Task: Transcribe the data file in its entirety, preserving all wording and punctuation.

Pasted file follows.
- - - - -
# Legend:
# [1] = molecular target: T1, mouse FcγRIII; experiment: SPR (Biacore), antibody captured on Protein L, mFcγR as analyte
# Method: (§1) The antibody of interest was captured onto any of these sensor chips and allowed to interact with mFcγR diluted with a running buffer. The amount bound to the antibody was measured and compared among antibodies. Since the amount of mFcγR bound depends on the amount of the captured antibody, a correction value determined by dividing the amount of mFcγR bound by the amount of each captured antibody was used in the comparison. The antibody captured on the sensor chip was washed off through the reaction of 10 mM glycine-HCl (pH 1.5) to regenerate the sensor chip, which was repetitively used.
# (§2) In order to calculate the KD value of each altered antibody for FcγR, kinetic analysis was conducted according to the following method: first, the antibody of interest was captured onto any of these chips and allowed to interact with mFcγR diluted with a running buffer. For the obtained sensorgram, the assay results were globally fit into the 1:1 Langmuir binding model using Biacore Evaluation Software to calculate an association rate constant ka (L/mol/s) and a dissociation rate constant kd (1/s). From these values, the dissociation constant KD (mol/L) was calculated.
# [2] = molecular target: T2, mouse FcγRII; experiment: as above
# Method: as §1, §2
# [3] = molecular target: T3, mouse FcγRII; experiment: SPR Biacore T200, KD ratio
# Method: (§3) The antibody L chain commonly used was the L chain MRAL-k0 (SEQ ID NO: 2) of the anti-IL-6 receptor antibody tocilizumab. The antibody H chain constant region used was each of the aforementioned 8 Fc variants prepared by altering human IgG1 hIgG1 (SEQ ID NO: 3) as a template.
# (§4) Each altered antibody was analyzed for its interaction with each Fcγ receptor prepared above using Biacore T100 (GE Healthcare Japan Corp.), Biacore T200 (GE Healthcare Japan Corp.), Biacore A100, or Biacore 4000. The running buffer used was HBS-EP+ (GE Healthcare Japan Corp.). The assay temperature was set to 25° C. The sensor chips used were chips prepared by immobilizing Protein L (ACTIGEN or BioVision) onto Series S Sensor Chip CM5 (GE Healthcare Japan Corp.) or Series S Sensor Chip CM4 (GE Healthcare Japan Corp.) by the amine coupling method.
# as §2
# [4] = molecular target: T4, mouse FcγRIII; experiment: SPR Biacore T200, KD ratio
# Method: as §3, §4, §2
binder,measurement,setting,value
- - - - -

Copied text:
# Legend:
# [1] = molecular target: T1, mouse FcγRIII; experiment: SPR (Biacore), antibody captured on Protein L, mFcγR as analyte
# Method: (§1) The antibody of interest was captured onto any of these sensor chips and allowed to interact with mFcγR diluted with a running buffer. The amount bound to the antibody was measured and compared among antibodies. Since the amount of mFcγR bound depends on the amount of the captured antibody, a correction value determined by dividing the amount of mFcγR bound by the amount of each captured antibody was used in the comparison. The antibody captured on the sensor chip was washed off through the reaction of 10 mM glycine-HCl (pH 1.5) to regenerate the sensor chip, which was repetitively used.
# (§2) In order to calculate the KD value of each altered antibody for FcγR, kinetic analysis was conducted according to the following method: first, the antibody of interest was captured onto any of these chips and allowed to interact with mFcγR diluted with a running buffer. For the obtained sensorgram, the assay results were globally fit into the 1:1 Langmuir binding model using Biacore Evaluation Software to calculate an association rate constant ka (L/mol/s) and a dissociation rate constant kd (1/s). From these values, the dissociation constant KD (mol/L) was calculated.
# [2] = molecular target: T2, mouse FcγRII; experiment: as above
# Method: as §1, §2
# [3] = molecular target: T3, mouse FcγRII; experiment: SPR Biacore T200, KD ratio
# Method: (§3) The antibody L chain commonly used was the L chain MRAL-k0 (SEQ ID NO: 2) of the anti-IL-6 receptor antibody tocilizumab. The antibody H chain constant region used was each of the aforementioned 8 Fc variants prepared by altering human IgG1 hIgG1 (SEQ ID NO: 3) as a template.
# (§4) Each altered antibody was analyzed for its interaction with each Fcγ receptor prepared above using Biacore T100 (GE Healthcare Japan Corp.), Biacore T200 (GE Healthcare Japan Corp.), Biacore A100, or Biacore 4000. The running buffer used was HBS-EP+ (GE Healthcare Japan Corp.). The assay temperature was set to 25° C. The sensor chips used were chips prepared by immobilizing Protein L (ACTIGEN or BioVision) onto Series S Sensor Chip CM5 (GE Healthcare Japan Corp.) or Series S Sensor Chip CM4 (GE Healthcare Japan Corp.) by the amine coupling method.
# as §2
# [4] = molecular target: T4, mouse FcγRIII; experiment: SPR Biacore T200, KD ratio
# Method: as §3, §4, §2
binder,measurement,setting,value